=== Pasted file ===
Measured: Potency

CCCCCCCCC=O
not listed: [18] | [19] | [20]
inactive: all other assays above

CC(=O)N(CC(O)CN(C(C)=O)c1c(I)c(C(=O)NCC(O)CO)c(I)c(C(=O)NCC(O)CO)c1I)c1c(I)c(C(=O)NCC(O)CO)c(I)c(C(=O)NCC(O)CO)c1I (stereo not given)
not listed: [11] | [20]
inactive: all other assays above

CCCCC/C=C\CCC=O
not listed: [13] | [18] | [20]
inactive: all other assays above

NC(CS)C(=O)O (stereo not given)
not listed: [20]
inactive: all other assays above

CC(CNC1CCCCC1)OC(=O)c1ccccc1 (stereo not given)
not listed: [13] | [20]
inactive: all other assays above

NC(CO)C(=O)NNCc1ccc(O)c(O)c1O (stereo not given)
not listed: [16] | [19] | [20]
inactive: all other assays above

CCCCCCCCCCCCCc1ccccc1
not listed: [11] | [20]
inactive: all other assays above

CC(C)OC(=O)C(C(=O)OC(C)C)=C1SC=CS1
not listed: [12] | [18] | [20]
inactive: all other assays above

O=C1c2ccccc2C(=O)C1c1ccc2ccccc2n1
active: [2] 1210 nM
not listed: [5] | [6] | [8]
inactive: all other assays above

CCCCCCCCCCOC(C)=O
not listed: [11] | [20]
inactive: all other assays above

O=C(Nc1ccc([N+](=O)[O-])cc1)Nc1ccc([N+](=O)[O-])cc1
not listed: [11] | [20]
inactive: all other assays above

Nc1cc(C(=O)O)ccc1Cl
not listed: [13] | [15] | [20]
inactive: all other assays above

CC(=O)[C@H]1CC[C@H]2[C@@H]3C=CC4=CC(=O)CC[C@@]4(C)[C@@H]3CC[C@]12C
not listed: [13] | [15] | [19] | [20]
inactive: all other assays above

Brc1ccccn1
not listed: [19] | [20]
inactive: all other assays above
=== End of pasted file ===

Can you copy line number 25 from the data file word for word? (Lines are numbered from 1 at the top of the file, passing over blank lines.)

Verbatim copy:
inactive: all other assays above